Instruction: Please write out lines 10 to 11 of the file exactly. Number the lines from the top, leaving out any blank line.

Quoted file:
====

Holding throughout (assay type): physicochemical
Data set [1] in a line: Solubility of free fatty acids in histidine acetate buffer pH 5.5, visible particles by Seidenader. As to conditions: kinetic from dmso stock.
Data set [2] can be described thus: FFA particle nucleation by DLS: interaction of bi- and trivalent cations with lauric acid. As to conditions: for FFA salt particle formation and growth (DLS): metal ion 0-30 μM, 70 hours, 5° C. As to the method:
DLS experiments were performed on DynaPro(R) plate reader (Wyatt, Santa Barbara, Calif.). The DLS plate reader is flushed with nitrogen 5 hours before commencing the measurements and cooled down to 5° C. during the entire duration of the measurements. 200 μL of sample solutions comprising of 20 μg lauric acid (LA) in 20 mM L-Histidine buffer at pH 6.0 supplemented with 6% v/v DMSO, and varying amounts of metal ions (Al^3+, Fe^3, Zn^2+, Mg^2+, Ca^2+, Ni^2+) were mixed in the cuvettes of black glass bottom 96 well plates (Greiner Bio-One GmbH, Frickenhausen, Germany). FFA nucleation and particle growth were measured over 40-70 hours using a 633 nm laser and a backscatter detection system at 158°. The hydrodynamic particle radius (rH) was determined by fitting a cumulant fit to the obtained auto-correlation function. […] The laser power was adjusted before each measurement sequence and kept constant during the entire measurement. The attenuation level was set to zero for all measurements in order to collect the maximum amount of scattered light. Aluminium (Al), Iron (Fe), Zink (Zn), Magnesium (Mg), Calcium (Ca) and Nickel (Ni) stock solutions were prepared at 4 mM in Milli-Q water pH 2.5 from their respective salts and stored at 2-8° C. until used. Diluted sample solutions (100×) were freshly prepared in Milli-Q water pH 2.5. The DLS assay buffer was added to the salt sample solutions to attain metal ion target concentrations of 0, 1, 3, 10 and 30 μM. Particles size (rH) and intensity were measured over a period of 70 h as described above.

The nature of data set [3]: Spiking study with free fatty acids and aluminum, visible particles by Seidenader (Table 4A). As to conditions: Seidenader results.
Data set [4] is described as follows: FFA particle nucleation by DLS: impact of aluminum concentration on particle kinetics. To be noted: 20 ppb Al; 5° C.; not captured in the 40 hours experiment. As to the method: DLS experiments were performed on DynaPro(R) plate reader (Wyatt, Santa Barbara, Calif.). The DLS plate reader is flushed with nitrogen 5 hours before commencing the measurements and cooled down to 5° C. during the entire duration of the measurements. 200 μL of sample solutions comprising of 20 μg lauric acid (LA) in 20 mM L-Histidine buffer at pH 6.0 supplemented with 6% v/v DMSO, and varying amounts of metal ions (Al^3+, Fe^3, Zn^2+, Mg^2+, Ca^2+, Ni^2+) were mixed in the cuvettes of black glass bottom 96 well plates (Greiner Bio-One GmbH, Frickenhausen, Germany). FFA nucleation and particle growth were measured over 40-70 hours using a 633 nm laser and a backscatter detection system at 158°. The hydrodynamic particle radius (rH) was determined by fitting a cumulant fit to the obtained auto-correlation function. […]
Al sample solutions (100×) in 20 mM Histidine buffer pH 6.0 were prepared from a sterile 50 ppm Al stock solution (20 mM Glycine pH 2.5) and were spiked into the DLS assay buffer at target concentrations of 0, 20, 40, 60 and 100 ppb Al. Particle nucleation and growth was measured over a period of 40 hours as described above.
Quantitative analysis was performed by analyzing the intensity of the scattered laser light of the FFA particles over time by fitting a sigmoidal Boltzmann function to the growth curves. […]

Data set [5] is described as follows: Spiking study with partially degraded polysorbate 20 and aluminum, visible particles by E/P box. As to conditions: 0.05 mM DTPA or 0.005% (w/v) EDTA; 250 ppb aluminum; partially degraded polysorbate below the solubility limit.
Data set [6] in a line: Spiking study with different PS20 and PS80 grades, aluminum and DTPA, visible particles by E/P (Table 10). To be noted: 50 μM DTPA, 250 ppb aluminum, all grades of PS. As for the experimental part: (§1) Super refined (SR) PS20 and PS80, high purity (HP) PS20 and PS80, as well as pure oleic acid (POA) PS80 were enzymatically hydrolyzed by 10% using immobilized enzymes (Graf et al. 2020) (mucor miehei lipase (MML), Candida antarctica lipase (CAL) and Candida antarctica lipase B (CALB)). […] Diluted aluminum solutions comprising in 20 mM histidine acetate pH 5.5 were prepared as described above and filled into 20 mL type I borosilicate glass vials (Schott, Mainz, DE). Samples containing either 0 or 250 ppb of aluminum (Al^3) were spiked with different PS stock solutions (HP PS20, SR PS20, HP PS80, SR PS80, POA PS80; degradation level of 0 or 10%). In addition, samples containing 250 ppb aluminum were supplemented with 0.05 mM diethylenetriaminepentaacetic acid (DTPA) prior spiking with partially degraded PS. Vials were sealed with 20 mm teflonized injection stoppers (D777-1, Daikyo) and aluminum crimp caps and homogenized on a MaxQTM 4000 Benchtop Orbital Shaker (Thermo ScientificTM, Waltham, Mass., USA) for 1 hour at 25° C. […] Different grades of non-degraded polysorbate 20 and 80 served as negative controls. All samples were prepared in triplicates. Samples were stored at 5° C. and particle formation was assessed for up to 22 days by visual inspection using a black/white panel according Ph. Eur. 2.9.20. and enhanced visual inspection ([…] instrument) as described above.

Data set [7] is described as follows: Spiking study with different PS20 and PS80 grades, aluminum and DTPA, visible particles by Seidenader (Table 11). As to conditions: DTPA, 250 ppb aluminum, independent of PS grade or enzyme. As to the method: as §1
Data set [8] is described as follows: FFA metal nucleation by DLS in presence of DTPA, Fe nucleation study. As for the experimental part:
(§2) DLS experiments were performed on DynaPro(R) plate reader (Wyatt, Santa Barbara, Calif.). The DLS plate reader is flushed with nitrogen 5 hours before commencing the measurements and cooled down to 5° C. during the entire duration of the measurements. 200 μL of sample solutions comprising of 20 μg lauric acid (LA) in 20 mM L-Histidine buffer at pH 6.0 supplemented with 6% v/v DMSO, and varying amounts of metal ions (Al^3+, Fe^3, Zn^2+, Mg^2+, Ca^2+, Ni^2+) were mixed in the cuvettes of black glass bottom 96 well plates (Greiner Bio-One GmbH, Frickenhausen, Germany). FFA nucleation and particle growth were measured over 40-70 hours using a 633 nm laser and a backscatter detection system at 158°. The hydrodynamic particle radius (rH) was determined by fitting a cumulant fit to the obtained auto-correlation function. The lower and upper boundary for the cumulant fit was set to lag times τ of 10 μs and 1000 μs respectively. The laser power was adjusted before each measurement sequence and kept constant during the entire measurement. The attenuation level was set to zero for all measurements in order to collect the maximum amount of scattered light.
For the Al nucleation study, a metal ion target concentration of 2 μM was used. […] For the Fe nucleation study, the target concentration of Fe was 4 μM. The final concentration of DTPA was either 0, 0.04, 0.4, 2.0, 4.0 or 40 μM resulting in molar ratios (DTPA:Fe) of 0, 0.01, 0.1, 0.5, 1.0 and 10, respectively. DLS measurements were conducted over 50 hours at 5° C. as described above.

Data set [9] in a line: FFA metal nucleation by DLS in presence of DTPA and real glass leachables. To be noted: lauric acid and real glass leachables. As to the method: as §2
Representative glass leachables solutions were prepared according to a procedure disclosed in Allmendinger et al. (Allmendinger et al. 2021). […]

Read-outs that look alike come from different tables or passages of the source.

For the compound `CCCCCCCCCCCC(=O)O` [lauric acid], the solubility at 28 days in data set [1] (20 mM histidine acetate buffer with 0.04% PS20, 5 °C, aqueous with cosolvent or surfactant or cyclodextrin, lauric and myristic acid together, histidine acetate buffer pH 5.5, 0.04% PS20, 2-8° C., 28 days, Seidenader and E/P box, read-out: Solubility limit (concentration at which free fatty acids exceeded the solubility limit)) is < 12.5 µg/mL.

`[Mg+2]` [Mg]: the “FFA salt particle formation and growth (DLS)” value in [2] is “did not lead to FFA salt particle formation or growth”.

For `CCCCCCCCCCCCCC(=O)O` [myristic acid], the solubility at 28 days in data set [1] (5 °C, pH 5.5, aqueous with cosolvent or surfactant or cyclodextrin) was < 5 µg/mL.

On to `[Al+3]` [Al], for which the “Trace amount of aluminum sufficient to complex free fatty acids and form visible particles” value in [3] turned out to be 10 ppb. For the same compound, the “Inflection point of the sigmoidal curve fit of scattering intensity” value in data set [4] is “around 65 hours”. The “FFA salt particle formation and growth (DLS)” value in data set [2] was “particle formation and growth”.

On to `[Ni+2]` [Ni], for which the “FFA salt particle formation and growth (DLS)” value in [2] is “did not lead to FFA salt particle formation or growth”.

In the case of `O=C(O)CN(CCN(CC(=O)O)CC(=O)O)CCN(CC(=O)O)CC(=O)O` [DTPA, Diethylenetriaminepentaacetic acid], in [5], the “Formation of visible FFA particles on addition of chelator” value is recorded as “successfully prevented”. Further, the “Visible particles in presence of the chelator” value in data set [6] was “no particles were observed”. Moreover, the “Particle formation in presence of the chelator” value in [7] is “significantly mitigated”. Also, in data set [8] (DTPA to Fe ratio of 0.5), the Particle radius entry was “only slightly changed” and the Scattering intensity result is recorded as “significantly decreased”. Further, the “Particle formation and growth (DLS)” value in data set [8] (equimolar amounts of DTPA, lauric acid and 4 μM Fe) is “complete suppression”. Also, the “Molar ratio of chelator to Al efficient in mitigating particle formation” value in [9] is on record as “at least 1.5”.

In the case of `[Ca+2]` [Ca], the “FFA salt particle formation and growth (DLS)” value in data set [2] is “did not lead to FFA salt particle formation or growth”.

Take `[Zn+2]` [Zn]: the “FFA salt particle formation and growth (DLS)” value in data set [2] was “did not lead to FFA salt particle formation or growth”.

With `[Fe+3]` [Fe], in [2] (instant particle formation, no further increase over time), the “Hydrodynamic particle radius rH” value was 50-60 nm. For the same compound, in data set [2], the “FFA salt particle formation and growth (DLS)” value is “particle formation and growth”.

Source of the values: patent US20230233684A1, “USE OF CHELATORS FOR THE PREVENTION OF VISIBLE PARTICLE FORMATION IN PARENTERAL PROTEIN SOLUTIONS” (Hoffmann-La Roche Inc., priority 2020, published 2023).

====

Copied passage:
Data set [6] in a line: Spiking study with different PS20 and PS80 grades, aluminum and DTPA, visible particles by E/P (Table 10). To be noted: 50 μM DTPA, 250 ppb aluminum, all grades of PS. As for the experimental part: (§1) Super refined (SR) PS20 and PS80, high purity (HP) PS20 and PS80, as well as pure oleic acid (POA) PS80 were enzymatically hydrolyzed by 10% using immobilized enzymes (Graf et al. 2020) (mucor miehei lipase (MML), Candida antarctica lipase (CAL) and Candida antarctica lipase B (CALB)). […] Diluted aluminum solutions comprising in 20 mM histidine acetate pH 5.5 were prepared as described above and filled into 20 mL type I borosilicate glass vials (Schott, Mainz, DE). Samples containing either 0 or 250 ppb of aluminum (Al^3) were spiked with different PS stock solutions (HP PS20, SR PS20, HP PS80, SR PS80, POA PS80; degradation level of 0 or 10%). In addition, samples containing 250 ppb aluminum were supplemented with 0.05 mM diethylenetriaminepentaacetic acid (DTPA) prior spiking with partially degraded PS. Vials were sealed with 20 mm teflonized injection stoppers (D777-1, Daikyo) and aluminum crimp caps and homogenized on a MaxQTM 4000 Benchtop Orbital Shaker (Thermo ScientificTM, Waltham, Mass., USA) for 1 hour at 25° C. […] Different grades of non-degraded polysorbate 20 and 80 served as negative controls. All samples were prepared in triplicates. Samples were stored at 5° C. and particle formation was assessed for up to 22 days by visual inspection using a black/white panel according Ph. Eur. 2.9.20. and enhanced visual inspection ([…] instrument) as described above.

Data set [7] is described as follows: Spiking study with different PS20 and PS80 grades, aluminum and DTPA, visible particles by Seidenader (Table 11). As to conditions: DTPA, 250 ppb aluminum, independent of PS grade or enzyme. As to the method: as §1